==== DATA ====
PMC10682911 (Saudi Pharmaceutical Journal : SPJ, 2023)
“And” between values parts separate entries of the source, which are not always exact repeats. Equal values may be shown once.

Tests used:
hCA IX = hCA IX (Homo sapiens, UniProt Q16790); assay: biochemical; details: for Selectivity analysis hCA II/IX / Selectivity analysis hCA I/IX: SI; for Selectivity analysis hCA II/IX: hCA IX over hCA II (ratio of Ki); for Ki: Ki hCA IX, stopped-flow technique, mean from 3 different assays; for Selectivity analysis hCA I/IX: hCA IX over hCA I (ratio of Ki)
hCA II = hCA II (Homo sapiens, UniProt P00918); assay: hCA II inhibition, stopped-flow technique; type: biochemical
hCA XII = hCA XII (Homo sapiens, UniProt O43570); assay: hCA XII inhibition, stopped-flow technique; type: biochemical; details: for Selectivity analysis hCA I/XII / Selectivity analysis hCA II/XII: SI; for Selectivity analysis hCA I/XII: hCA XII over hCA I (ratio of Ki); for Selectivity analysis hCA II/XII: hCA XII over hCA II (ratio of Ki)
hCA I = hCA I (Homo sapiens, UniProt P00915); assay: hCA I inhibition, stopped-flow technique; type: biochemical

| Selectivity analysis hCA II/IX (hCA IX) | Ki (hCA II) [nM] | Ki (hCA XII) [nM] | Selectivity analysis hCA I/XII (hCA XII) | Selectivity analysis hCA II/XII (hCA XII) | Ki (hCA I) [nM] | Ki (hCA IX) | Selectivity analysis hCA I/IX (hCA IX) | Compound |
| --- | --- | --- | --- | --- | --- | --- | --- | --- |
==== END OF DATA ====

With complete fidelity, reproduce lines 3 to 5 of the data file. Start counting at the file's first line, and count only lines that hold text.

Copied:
Tests used:
hCA IX = hCA IX (Homo sapiens, UniProt Q16790); assay: biochemical; details: for Selectivity analysis hCA II/IX / Selectivity analysis hCA I/IX: SI; for Selectivity analysis hCA II/IX: hCA IX over hCA II (ratio of Ki); for Ki: Ki hCA IX, stopped-flow technique, mean from 3 different assays; for Selectivity analysis hCA I/IX: hCA IX over hCA I (ratio of Ki)
hCA II = hCA II (Homo sapiens, UniProt P00918); assay: hCA II inhibition, stopped-flow technique; type: biochemical